Visible Progress...

For many reasons, I decided to go back to playing right-handed today (for the most part, anyways). In addition to testing out how well my wrist has healed (it's like 80%, still can't use it to bridge and do certain throws), I also wanted to test out some of the techniques I have been doing on the left side on the right side as well. I was amazed at how much progress I am making with my Tsurikomi-Goshi, and even my Hane Goshi has improved a bit.

But in Randori, I really surprised everyone, including myself, as I almost pulled off an Uchimata. I was going for Ashi Guruma, and my Uke stepped out, so I immediately switched back to Uchimata, but he managed to avoid my sweep. Later on, I also almost managed a Ken-Ken uchimata, but in the end, I got reversed and thrown.

Nonetheless, my uchimata was so bad just a couple of months ago, that people asked me not to practice it.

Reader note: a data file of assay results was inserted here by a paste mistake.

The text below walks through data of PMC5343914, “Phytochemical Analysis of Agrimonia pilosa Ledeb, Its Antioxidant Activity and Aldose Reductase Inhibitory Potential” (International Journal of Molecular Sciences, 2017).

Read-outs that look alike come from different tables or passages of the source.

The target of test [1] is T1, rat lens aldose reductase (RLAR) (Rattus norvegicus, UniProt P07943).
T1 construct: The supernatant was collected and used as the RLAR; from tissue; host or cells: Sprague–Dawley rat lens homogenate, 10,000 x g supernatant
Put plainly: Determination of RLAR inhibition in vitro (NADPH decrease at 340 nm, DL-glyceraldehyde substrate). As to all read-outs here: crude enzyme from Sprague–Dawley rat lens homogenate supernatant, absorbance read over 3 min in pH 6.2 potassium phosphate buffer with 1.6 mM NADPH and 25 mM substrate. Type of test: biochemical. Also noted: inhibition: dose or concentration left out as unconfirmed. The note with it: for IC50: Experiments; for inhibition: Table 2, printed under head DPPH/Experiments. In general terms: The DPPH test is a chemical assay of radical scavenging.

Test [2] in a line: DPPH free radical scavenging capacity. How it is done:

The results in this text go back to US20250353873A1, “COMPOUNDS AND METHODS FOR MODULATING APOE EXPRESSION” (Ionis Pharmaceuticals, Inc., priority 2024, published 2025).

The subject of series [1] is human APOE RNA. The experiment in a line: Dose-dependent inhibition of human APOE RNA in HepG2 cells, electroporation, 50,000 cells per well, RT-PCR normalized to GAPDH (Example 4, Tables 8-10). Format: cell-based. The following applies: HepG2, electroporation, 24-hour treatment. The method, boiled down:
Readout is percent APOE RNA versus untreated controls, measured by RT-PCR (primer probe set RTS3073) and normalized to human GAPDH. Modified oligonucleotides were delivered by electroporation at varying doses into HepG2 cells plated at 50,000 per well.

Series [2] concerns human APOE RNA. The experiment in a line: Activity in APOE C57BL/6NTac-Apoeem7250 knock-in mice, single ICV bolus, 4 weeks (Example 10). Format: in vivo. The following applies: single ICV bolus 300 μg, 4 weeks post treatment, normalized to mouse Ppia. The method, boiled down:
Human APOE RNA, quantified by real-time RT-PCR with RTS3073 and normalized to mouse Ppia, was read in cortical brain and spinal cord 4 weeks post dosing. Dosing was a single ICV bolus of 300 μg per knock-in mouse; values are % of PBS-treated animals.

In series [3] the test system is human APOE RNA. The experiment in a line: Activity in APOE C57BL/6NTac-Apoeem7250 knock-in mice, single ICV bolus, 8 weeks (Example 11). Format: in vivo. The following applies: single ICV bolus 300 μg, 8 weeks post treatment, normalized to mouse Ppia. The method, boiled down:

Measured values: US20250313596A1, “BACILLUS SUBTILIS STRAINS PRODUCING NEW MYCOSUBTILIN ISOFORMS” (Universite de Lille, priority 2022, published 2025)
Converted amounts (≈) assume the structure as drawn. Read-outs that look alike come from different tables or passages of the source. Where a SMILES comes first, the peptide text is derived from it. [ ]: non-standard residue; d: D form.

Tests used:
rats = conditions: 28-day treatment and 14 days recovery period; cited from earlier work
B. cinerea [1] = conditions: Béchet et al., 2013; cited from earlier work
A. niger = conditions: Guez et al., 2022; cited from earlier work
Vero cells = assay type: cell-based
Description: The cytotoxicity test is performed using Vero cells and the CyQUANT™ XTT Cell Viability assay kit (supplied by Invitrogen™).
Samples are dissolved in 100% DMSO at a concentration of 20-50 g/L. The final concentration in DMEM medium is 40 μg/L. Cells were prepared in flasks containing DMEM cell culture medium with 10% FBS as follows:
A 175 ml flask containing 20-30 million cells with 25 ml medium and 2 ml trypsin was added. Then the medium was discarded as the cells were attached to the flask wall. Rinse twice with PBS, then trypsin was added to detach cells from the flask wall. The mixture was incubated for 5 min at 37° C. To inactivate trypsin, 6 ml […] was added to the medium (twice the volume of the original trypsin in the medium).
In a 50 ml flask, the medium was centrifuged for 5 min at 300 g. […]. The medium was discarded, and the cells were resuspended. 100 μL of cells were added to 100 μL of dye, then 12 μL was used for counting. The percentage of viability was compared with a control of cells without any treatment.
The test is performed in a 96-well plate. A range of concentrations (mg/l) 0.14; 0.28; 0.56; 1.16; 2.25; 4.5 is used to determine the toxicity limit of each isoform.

Maybe by the 1-year anniversary of my return to Judo I will have it down pat.


Wednesday, March 23, 2005

My Bag

On Mondays and Wednesdays - my two Judo days, I carry my Judo gear bag with me to work. Of course on the way in and out I look like a pack mule - With an overnight bag slung over one sholder and my Backpack - with my laptop, work stuff, and lunch - on the other. Although it isn't a problem to find a seat and ample space for my gear on the commuter train I take from my suburban home to NY's Grand Central Station, it becomes a huge hassle on the two subway trains I take between GCT and my office.